Dance’s new leading ladies fight back: How female vocalists are now writing their own hits

New leading ladies of dance fight back

How female vocalists are now writing their own hits
Mystery of the Ground Zero wedding photo

A shot in the dark

Mystery of the wedding photo from Ground Zero
His life, the universe and everything

His life, the universe and everything

New biography sheds light on comic genius of Douglas Adams
Save us from small screen superheroes

Save us from small screen superheroes

Shows like Agents of S.H.I.E.L.D are little more than marketing tools
Reach for the skies

Reach for the skies

From pools to football pitches, rooftop living is looking up
These are the 12 best hotel spas in the UK

12 best hotel spas in the UK

Some hotels go all out on facilities; others stand out for the sheer quality of treatments
These Iranian-controlled Shia militias used to specialise in killing American soldiers. Now they are fighting Isis, backed up by US airstrikes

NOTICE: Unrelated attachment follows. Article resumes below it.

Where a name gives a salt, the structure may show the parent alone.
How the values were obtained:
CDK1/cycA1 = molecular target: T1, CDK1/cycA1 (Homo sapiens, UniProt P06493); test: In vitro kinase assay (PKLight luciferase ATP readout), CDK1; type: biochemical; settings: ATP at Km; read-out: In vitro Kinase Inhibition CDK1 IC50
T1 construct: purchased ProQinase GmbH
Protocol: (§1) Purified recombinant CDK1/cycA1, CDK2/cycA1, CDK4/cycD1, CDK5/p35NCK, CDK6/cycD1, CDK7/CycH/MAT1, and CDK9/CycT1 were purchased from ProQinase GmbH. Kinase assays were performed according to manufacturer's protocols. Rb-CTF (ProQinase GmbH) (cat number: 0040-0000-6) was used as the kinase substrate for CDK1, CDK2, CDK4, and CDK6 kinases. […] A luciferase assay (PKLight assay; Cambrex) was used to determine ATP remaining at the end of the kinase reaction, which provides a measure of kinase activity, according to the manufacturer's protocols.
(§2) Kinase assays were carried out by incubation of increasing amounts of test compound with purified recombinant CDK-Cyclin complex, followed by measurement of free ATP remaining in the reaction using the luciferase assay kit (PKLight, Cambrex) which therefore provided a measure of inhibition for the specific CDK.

Widespread fear of Isis is producing strange bedfellows

Iranian-controlled Shia militias that used to kill American soldiers are now fighting Isis, helped by US airstrikes
Topshop goes part Athena poster, part last spring Prada

Topshop goes part Athena poster, part last spring Prada

Shoppers don't come to Topshop for the unique
How to make a Lego masterpiece

How to make a Lego masterpiece

Toy breaks out of the nursery and heads for the gallery
Meet the ‘Endies’ – city dwellers who are too poor to have fun

Meet the ‘Endies’ – city dwellers who are too poor to have fun

Urbanites are cursed with an acronym pointing to Employed but No Disposable Income or Savings
Paisley’s decision to make peace with IRA enemies might remind the Arabs of Sadat

Ian Paisley’s decision to make peace with his IRA enemies

His Save Ulster from Sodomy campaign would surely have been supported by many a Sunni imam